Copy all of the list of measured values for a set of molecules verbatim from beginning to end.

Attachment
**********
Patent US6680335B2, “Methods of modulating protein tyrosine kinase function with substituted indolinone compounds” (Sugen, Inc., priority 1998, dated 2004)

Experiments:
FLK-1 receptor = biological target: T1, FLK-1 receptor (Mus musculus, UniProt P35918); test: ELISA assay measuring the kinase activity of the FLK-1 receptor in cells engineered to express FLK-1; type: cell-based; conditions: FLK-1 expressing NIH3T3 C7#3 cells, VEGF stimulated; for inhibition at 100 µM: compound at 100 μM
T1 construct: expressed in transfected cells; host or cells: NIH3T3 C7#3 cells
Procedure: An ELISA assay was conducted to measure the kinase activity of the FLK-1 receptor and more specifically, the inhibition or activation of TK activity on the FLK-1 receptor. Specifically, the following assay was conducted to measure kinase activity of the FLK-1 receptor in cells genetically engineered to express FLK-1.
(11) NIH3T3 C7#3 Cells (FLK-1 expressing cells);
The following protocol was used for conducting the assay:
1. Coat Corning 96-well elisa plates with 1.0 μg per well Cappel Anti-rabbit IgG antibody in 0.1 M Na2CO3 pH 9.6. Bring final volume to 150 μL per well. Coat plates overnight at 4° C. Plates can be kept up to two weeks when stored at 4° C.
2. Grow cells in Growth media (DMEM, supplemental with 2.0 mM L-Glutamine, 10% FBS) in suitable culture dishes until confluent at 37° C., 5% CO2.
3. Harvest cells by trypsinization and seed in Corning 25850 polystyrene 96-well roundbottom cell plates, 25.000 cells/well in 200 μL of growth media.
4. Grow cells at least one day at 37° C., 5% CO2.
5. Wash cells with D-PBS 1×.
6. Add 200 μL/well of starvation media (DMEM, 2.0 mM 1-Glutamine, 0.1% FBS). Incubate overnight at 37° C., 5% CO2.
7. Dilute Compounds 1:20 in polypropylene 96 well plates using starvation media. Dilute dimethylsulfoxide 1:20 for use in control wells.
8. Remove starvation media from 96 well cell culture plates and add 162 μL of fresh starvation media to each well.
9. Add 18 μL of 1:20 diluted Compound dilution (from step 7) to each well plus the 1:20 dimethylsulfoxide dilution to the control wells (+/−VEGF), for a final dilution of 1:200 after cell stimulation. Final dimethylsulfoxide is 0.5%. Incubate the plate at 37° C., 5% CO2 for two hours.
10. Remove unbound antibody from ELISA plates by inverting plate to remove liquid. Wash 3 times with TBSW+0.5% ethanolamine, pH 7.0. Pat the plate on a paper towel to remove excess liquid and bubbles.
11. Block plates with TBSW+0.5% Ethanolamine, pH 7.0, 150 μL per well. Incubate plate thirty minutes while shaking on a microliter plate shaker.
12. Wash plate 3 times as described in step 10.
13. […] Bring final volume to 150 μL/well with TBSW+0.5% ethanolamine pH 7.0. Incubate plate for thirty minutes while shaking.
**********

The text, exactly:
Patent US6680335B2, “Methods of modulating protein tyrosine kinase function with substituted indolinone compounds” (Sugen, Inc., priority 1998, dated 2004)

Experiments:
FLK-1 receptor = biological target: T1, FLK-1 receptor (Mus musculus, UniProt P35918); test: ELISA assay measuring the kinase activity of the FLK-1 receptor in cells engineered to express FLK-1; type: cell-based; conditions: FLK-1 expressing NIH3T3 C7#3 cells, VEGF stimulated; for inhibition at 100 µM: compound at 100 μM
T1 construct: expressed in transfected cells; host or cells: NIH3T3 C7#3 cells
Procedure: An ELISA assay was conducted to measure the kinase activity of the FLK-1 receptor and more specifically, the inhibition or activation of TK activity on the FLK-1 receptor. Specifically, the following assay was conducted to measure kinase activity of the FLK-1 receptor in cells genetically engineered to express FLK-1.
(11) NIH3T3 C7#3 Cells (FLK-1 expressing cells);
The following protocol was used for conducting the assay:
1. Coat Corning 96-well elisa plates with 1.0 μg per well Cappel Anti-rabbit IgG antibody in 0.1 M Na2CO3 pH 9.6. Bring final volume to 150 μL per well. Coat plates overnight at 4° C. Plates can be kept up to two weeks when stored at 4° C.
2. Grow cells in Growth media (DMEM, supplemental with 2.0 mM L-Glutamine, 10% FBS) in suitable culture dishes until confluent at 37° C., 5% CO2.
3. Harvest cells by trypsinization and seed in Corning 25850 polystyrene 96-well roundbottom cell plates, 25.000 cells/well in 200 μL of growth media.
4. Grow cells at least one day at 37° C., 5% CO2.
5. Wash cells with D-PBS 1×.
6. Add 200 μL/well of starvation media (DMEM, 2.0 mM 1-Glutamine, 0.1% FBS). Incubate overnight at 37° C., 5% CO2.
7. Dilute Compounds 1:20 in polypropylene 96 well plates using starvation media. Dilute dimethylsulfoxide 1:20 for use in control wells.
8. Remove starvation media from 96 well cell culture plates and add 162 μL of fresh starvation media to each well.
9. Add 18 μL of 1:20 diluted Compound dilution (from step 7) to each well plus the 1:20 dimethylsulfoxide dilution to the control wells (+/−VEGF), for a final dilution of 1:200 after cell stimulation. Final dimethylsulfoxide is 0.5%. Incubate the plate at 37° C., 5% CO2 for two hours.
10. Remove unbound antibody from ELISA plates by inverting plate to remove liquid. Wash 3 times with TBSW+0.5% ethanolamine, pH 7.0. Pat the plate on a paper towel to remove excess liquid and bubbles.
11. Block plates with TBSW+0.5% Ethanolamine, pH 7.0, 150 μL per well. Incubate plate thirty minutes while shaking on a microliter plate shaker.
12. Wash plate 3 times as described in step 10.
13. […] Bring final volume to 150 μL/well with TBSW+0.5% ethanolamine pH 7.0. Incubate plate for thirty minutes while shaking.